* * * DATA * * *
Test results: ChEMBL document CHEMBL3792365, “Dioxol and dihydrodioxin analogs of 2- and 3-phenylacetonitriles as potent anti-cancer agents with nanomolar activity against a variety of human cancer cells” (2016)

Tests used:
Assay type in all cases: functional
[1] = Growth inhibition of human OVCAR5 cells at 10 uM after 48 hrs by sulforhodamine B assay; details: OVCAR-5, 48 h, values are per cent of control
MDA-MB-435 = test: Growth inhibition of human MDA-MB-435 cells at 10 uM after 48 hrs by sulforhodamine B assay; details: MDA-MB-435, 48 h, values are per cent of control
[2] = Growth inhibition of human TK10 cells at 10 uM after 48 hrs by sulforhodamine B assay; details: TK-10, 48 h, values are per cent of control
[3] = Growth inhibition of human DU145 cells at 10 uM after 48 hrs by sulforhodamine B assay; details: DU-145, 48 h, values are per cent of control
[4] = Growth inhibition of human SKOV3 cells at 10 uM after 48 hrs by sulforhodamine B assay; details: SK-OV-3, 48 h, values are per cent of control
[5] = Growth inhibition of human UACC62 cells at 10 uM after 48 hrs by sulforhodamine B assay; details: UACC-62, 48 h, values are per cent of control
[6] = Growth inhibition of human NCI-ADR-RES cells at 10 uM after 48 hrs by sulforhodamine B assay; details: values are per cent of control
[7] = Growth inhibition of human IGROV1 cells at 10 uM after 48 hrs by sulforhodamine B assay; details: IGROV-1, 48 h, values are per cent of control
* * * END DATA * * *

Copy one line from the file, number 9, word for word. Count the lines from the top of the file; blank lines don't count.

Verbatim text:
[5] = Growth inhibition of human UACC62 cells at 10 uM after 48 hrs by sulforhodamine B assay; details: UACC-62, 48 h, values are per cent of control